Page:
Latest News

Andrea Dovizioso Taken To Hospital With Suspected Collarbone Fracture After MX Crash

Andrea Dovizioso has been taken to hospital with a suspected broken left collarbone after crashing during a regional motocross race in Faenza, Italy.

The Italian had been given permission to take part by Ducati. The race, at the MX track in Faenza, was part of the regional MX championship of the Emilia-Romagna region in Italy. He had crashed on a landing after a jump, injuring his left shoulder. Dovizioso was taken to hospital in Forli, his home town, for further examination, and to confirm whether the collarbone is broken or not.

Dovizioso becomes the second rider to injure himself training ahead of the (re)start of the 2020 MotoGP season. Last week, Marco Bezzecchi injured his leg in a training accident.

The Italian is a very keen MX rider, and has permission to participate in some MX races from Ducati, because he believes it makes him a better rider in MotoGP. It has helped him improve his starts, he told Italian website, who interviewed Dovizioso ahead of this weekend's race.

"Ducati has understood how useful these races are for me," Dovizioso said. "That these races have helped me and continue to help me to be fast in the early phases of a race."

The prognosis for a fractured collarbone is usually a fairly rapid recovery. The Italian should not have any difficulty being fit again in time for the opening race of the season, on July 19th in Jerez.


Back to top

Misano Private Test: Oliveira Fastest After Two Days, Aprilia And Ducati Test New Aero

It has been a busy couple of days at Misano, with the KTM and Aprilia MotoGP teams, and test teams from Suzuki and Ducati, joined by WorldSBK representatives from the KRT Kawasaki squad, and a small army of Ducati teams. The MotoGP and WorldSBK riders have been able to try out the new asphalt at Misano in the blistering heat of an Italian summer.

Miguel Oliviera is fastest after the first two days, the Red Bull Tech3 rider just a couple of tenths faster on Wednesday than Pol Espargaro had been on Tuesday. Oliveira's best time of 1'32.9 is two thirds of a second off Maverick Viñales' pole time set last September, two tenths off the outright race lap record set by Andrea Dovizioso in 2018, and 1.3 seconds slower than Jorge Lorenzo's pole record from the same year.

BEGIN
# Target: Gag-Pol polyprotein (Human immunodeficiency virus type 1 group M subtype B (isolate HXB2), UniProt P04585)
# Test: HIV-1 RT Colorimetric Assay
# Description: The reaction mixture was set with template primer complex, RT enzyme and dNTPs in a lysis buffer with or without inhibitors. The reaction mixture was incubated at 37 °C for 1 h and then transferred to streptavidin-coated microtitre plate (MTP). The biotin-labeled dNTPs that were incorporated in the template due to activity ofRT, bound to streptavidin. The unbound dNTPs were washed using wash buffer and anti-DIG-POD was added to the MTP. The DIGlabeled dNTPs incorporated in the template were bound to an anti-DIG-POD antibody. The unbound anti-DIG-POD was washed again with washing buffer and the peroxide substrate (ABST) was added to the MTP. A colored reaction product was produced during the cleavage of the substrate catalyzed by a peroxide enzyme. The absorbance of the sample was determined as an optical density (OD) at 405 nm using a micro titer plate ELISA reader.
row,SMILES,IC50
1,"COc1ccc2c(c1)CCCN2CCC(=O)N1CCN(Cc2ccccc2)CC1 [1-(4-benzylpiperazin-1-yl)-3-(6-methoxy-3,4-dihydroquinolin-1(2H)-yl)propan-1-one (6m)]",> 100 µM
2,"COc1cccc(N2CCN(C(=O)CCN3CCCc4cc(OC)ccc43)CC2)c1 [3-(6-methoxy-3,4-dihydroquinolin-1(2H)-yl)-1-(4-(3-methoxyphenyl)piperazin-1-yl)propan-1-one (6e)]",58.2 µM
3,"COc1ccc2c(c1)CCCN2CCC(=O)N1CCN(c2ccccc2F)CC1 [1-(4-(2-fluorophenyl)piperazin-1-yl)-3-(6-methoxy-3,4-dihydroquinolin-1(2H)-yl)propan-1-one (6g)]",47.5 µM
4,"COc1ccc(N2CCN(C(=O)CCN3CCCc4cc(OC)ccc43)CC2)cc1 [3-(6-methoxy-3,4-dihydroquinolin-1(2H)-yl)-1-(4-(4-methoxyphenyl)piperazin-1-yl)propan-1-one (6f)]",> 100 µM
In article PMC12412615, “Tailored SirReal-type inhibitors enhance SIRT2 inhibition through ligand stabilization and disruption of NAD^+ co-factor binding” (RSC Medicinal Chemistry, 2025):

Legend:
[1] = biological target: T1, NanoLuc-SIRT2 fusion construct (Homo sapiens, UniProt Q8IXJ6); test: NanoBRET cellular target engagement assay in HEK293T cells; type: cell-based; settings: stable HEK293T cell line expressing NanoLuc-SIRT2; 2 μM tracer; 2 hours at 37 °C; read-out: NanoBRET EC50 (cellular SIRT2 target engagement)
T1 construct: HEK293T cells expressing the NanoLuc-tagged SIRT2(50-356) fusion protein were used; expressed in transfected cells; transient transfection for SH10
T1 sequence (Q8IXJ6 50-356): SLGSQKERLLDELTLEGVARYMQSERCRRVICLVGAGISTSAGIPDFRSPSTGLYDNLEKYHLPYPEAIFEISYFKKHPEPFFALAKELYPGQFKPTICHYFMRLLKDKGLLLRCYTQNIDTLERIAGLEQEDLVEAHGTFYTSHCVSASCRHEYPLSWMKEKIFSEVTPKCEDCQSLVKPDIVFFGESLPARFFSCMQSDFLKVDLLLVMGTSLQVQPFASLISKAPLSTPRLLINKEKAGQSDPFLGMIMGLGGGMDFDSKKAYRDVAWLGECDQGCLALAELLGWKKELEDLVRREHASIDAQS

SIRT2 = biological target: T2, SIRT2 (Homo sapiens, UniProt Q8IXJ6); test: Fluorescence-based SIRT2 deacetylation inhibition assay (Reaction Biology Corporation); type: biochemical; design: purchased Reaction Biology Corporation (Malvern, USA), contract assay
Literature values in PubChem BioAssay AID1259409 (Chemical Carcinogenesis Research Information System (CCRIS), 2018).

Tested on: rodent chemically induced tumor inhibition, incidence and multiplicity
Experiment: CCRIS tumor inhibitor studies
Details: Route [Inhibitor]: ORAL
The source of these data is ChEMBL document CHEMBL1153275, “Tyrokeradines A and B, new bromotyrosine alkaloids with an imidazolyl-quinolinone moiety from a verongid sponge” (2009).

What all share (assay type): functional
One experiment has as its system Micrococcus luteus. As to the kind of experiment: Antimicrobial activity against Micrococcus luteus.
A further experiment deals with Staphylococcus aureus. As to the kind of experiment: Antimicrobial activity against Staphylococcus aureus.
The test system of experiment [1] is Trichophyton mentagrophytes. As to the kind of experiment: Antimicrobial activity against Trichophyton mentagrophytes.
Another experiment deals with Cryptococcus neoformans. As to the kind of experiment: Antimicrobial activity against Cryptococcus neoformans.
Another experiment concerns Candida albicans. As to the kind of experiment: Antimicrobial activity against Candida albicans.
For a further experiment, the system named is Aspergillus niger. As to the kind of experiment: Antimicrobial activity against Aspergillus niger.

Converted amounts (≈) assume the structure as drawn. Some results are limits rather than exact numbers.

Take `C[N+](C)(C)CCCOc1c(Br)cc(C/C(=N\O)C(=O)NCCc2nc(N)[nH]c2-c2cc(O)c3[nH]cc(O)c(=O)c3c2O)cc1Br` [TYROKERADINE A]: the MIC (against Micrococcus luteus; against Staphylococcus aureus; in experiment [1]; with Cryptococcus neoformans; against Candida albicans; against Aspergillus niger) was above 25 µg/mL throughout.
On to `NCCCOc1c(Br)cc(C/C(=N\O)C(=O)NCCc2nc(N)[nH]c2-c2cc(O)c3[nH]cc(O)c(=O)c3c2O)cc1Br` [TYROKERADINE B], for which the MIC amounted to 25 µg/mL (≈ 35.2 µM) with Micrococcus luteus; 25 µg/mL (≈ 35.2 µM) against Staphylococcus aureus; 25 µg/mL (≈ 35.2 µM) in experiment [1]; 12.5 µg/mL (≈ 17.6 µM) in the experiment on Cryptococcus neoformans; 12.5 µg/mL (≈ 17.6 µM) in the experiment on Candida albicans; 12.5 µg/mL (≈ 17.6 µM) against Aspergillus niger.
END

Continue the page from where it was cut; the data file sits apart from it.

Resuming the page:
Ducati MotoGP test rider Michele Pirro is third quickest, ahead of Aleix Espargaro on the Aprilia RS-GP. The elder Espargaro is half a second slower than Oliveira, and a third of a second off the time of his younger brother on the KTM. Rookies Brad Binder and Iker Lecuona are two thirds of a second slower than Lecuona's Tech3 teammate Oliveira. Bradley Smith was half a second behind Aprilia teammate Aleix Espargaro, while Suzuki test rider Sylvain Guintoli was just under 1.4 seconds off the pace of Oliveira.

Aprilia seem to be less concerned about lap times, as they have come to Misano with a clear purpose. Aprilia have two different engines to assess for homologation for this season, and the start of next season, with the main objective being reliability. At earlier tests, reliability of the brand new 90° V4 was questionable, and though the engine is a huge improvement in terms of character and performance, those mean little if they cannot get across the line in one piece.

Ducati appear to be assessing new aerodynamics, as always, while Aprilia also have aerodynamic upgrades. According to photos published by, Ducati appear to be testing an additional aerodynamic cover for the fork leg stanchions. With teardrop covers for the fork legs, and covers for the bottom half of the wheel, the only part of the Ducati's front end now unfaired is the brake caliper.

Though it is a little hard to be certain, Ducati also appear to be testing a new swingarm spoiler, though with this iteration, any pretense that the spoiler is for cooling the rear tire has been dropped. The spoiler appears to be much more of a wedge-shaped scoop, rather than a spoiler with lateral internal winglets.

This is almost certainly experimental, however. The FIM regulations appear to state that swingarm spoilers are now a part of the aero body, meaning that changes to the design are severely limited. For Ducati, they cannot change the design of their spoiler homologated before the (now canceled) Qatar race, and will have to start 2021 with the same spoiler, before being allowed to change it during the 2021 season, as one upgrade is allowed to each area of the aero body. The fairing over the fork stanchions falls outside of the aero body, and so Ducati are free to change that as much as they like.